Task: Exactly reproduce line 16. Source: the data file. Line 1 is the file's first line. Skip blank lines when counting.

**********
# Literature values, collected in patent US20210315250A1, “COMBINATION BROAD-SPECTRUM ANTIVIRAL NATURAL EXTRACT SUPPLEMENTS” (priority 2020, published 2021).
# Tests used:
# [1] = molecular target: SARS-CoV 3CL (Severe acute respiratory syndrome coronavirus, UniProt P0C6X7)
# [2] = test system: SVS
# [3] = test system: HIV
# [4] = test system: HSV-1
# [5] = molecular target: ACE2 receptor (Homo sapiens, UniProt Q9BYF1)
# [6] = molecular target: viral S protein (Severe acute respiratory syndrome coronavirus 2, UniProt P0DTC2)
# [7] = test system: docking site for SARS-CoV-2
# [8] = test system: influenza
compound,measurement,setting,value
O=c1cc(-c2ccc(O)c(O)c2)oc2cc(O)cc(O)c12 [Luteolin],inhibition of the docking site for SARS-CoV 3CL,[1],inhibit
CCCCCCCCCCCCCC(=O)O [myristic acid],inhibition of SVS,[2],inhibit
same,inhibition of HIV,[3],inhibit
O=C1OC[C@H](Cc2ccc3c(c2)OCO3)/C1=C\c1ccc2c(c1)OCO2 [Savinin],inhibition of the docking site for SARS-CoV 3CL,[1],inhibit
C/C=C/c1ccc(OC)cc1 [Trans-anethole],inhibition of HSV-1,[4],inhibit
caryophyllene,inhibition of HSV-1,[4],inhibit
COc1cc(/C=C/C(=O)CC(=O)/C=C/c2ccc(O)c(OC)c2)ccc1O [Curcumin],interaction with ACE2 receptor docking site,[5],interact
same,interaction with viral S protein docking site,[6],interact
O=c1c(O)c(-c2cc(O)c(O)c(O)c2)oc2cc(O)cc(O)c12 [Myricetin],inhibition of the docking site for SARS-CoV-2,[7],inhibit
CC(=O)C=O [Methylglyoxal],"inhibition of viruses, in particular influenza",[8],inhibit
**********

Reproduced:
C/C=C/c1ccc(OC)cc1 [Trans-anethole],inhibition of HSV-1,[4],inhibit